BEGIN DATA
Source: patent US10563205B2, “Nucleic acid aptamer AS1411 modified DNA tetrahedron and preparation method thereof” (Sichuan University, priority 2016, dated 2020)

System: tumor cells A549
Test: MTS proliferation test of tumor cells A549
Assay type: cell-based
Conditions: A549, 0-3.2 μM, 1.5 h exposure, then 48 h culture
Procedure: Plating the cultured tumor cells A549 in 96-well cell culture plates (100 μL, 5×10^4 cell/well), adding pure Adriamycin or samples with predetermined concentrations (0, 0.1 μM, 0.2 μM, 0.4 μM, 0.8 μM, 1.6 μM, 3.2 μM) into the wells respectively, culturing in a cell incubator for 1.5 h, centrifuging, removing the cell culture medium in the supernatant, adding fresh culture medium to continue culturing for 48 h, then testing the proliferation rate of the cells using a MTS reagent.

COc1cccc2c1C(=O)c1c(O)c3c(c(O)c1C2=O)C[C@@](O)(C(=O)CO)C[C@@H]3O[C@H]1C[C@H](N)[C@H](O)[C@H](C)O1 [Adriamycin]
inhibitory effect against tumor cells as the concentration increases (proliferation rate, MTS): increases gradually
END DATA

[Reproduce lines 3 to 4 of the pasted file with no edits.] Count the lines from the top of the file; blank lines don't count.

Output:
Test: MTS proliferation test of tumor cells A549
Assay type: cell-based